I read the first installment of this series weeks ago, and I must say this one was slightly better. More than Friends was decent. It was a quick read and did not deal with any tough subject matter. Drug and alcohol abuse was briefly mentioned; however, the author did not go in-depth.
In essence, this book is a cliché tale about two teenagers who are attracted to each other. The book features two background characters from the first book. It’s told in two POVs- the majority of the chapters being in Amanda’s. In the span of 320 pages, we see Amanda Winters and Jordan Tuttle grow closer and start to develop feelings for each other. Unfortunately, you cannot have a book without drama and the book ends on an annoying, but fitting cliffhanger.
If you are looking for a fast, instalove, slight commitment this book is for you.
This book felt problematic at times for me. The underlying theme that I have found in both books, is the strong presence of unnecessary girl hate. There were no genuine female friendships. I’ll touch more upon this subject later. But something that I will cover in this section, is the ascendance of girl on girl hate because a girl starts to date a boy that another likes. And in this book, all of the hate came from that.
It was very frustrating that most of the girls in this book were awful to each other because another was dating a guy that she liked. The slut shaming and hatred added nothing to the plot and simply made most characters seem very two dimensional. And quite frankly, it made no sense at all.
Amanda was a decent character. She gained my respect when she apologized to a girl after slut shaming her. She genuinely felt bad for what she did. And I applaud her. However, Amanda did not really stand out as a main character to me. There was not really any depth to her or to any of the characters. Their motive for acting the way they did felt superficial or nonexistent. I knew very few about Amanda.
In the last book, Amanda was a part of the band; however, after discovering that her boyfriend was cheating with her best friend, she quit. In this book, the summary mentions that Amanda has new friends, a new job, and new interests.
Amanda’s new interest was never explored, unless it was Tuttle or her new hobby as a water girl for the football team. It would have been nice to see her find a new interest, or get back into the band. Also, it would have been nice to see her narrative about her feelings about quitting band. I feel as if that would have been something that was hard for her.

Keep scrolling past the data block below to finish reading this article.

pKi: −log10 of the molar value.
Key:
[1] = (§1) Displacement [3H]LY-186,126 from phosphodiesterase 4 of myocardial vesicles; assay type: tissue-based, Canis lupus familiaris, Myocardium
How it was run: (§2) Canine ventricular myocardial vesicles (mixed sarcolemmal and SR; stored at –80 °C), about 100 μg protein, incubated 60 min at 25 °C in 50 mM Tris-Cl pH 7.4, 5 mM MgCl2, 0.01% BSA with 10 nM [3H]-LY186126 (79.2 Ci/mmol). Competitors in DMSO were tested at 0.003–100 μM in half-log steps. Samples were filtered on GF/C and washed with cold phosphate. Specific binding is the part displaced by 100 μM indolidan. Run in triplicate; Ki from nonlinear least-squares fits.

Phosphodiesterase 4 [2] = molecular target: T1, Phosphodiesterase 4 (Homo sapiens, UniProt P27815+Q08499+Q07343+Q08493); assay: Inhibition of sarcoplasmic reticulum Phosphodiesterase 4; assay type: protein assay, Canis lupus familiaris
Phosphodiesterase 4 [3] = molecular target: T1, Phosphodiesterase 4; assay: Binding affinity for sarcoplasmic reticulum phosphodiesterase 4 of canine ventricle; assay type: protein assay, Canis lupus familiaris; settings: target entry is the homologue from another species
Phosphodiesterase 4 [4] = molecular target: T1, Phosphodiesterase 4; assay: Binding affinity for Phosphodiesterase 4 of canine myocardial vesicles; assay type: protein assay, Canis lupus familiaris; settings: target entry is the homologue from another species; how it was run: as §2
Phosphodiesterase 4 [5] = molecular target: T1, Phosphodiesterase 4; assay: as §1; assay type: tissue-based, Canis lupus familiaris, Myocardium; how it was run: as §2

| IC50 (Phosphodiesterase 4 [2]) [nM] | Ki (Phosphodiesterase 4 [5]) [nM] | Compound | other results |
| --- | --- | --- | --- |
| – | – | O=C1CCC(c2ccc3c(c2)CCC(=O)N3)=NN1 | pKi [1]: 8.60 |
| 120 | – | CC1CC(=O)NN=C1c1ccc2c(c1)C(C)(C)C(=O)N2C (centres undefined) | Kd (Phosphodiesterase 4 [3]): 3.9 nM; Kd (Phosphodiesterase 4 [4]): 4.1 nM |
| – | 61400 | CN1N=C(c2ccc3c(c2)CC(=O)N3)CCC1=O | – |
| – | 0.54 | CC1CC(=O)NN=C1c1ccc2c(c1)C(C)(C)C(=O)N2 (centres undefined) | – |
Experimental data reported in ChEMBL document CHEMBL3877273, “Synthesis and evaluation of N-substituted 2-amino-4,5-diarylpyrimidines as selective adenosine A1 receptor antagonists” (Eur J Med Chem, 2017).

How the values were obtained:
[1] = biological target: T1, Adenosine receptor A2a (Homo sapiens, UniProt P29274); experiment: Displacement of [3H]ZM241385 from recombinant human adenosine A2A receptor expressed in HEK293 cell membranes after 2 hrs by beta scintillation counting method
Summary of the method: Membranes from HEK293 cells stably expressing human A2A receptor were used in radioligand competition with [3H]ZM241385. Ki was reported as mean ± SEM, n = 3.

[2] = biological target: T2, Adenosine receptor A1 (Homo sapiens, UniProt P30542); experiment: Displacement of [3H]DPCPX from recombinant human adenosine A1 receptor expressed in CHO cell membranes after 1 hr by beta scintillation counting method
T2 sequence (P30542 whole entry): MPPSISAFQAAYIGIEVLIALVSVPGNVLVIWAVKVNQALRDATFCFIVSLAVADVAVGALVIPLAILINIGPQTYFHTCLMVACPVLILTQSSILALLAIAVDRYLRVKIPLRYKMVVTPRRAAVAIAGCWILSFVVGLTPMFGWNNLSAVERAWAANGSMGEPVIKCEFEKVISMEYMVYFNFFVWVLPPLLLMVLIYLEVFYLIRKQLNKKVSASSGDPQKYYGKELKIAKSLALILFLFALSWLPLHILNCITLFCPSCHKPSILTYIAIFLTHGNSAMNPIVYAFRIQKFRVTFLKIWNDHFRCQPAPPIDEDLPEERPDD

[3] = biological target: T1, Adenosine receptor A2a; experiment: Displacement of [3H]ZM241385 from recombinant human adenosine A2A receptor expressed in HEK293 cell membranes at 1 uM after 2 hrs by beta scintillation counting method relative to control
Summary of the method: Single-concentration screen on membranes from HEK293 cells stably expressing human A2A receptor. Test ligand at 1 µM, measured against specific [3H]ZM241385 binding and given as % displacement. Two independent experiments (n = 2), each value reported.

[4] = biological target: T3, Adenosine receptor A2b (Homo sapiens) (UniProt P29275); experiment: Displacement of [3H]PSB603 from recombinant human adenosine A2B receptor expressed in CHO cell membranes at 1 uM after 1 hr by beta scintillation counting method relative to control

As a whole, Amanda’s narrative felt very unreliable. She was a very nice person; however, because of the constant girl hate if left me wondering if the other characters were portrayed in a fair light. Also, she had conflicting feelings about many characters. This was very prominent with Ryan, Livvy’s boyfriend. I was not sure if she was a fan of him.
Amanda and Livvy’s friendship fell very flat for me. I vaguely remember the first book, so I’m not quite sure how the friendship begun. The main problem I had with the friendship is that it did not feel genuine. That could be because we did not really get any genuine conversations between them. The conversations that did place centered on Ryan, Em (Livvy’s ex-friend who she now hates), and Tuttle.
And also, Livvy was not a nice person, and it felt weird to me that her and Amanda were friends because Amanda was the complete opposite of her. This is very apparent in the scene when Amanda confronts Livvy about her cheating that happened in the last book.
In the book, Em warned Amanda about Livvy’s evil ways, and I could see Livvy turning on Amanda without a second thought. She has did it before with Em, so it makes me very cautious of this friendship.
As a person who loves banter, I enjoyed Tuttle and Amanda’s banter. It was a nice touch to their relationship. A use the term ‘relationship’ extremely lightly because there was so much lack of communication and confusion that I do not think that it fully developed to it’s potential in this book. This is why the cliffhanger is so important to have. Amanda and Tuttle are not ready to have a relationship yet because they still have a few issues to settle. And most importantly, they need to actually talk. No making out, no talking about other people, just having a talk.
More than Friends is filled with cliché tropes, two dimensional characters, and girl hate. However, it does have potential, if you do not read too much into it.